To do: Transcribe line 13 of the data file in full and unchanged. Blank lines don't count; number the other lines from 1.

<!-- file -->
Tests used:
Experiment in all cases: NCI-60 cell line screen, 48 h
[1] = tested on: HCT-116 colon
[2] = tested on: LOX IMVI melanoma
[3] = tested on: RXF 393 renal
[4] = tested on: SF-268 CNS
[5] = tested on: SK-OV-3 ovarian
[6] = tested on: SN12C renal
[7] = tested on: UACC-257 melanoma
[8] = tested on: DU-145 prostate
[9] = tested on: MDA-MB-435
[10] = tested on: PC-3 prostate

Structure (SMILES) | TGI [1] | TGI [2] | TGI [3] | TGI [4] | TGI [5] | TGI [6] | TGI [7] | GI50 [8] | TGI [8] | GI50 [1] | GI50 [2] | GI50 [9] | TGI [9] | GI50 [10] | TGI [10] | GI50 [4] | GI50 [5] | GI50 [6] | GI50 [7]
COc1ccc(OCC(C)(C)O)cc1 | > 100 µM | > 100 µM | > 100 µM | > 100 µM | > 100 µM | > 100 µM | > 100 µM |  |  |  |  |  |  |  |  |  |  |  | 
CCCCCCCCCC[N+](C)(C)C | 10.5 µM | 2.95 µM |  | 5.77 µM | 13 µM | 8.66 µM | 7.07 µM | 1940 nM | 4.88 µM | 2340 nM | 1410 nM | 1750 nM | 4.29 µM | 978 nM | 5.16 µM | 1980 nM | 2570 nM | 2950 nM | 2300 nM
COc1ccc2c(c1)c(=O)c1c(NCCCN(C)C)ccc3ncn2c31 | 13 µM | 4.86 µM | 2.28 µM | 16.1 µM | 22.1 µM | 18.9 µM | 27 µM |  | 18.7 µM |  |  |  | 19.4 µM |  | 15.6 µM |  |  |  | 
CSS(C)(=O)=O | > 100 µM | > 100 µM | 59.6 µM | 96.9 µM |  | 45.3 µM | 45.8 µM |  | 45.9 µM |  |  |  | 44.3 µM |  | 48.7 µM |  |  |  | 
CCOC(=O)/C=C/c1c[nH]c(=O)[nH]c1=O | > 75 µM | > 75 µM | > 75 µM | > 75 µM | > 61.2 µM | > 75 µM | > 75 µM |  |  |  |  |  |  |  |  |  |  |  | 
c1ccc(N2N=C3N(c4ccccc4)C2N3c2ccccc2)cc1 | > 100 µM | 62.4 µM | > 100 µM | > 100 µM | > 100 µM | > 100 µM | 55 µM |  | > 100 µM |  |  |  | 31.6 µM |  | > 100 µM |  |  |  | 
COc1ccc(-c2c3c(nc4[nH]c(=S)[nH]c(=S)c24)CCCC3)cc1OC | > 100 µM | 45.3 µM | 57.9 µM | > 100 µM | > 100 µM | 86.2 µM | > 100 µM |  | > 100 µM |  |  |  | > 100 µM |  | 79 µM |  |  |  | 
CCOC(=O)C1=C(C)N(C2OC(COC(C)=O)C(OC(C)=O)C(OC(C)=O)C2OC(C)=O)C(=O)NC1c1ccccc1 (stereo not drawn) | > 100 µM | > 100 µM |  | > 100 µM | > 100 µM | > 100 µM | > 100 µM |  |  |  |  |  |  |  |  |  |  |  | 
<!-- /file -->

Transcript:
Structure (SMILES) | TGI [1] | TGI [2] | TGI [3] | TGI [4] | TGI [5] | TGI [6] | TGI [7] | GI50 [8] | TGI [8] | GI50 [1] | GI50 [2] | GI50 [9] | TGI [9] | GI50 [10] | TGI [10] | GI50 [4] | GI50 [5] | GI50 [6] | GI50 [7]